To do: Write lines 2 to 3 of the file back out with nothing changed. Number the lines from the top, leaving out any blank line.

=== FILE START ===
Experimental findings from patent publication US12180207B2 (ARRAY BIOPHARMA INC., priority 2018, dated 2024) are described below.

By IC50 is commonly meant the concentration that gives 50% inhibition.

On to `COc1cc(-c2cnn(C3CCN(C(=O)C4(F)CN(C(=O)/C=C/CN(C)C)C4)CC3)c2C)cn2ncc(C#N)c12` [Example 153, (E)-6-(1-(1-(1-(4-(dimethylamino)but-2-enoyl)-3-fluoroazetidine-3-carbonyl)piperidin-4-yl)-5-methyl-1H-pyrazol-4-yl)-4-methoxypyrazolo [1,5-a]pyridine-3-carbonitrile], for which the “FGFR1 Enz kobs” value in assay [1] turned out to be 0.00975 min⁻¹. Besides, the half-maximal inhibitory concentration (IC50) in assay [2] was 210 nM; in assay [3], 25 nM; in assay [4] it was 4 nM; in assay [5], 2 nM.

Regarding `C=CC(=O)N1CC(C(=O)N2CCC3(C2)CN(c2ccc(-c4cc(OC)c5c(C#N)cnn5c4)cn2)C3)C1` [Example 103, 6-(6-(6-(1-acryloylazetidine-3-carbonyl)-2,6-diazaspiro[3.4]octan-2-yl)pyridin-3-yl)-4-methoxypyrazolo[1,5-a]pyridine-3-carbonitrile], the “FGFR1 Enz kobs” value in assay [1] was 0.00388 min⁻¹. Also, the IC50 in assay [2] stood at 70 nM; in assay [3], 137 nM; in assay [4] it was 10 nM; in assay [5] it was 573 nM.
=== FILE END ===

By IC50 is commonly meant the concentration that gives 50% inhibition.

On to `COc1cc(-c2cnn(C3CCN(C(=O)C4(F)CN(C(=O)/C=C/CN(C)C)C4)CC3)c2C)cn2ncc(C#N)c12` [Example 153, (E)-6-(1-(1-(1-(4-(dimethylamino)but-2-enoyl)-3-fluoroazetidine-3-carbonyl)piperidin-4-yl)-5-methyl-1H-pyrazol-4-yl)-4-methoxypyrazolo [1,5-a]pyridine-3-carbonitrile], for which the “FGFR1 Enz kobs” value in assay [1] turned out to be 0.00975 min⁻¹. Besides, the half-maximal inhibitory concentration (IC50) in assay [2] was 210 nM; in assay [3], 25 nM; in assay [4] it was 4 nM; in assay [5], 2 nM.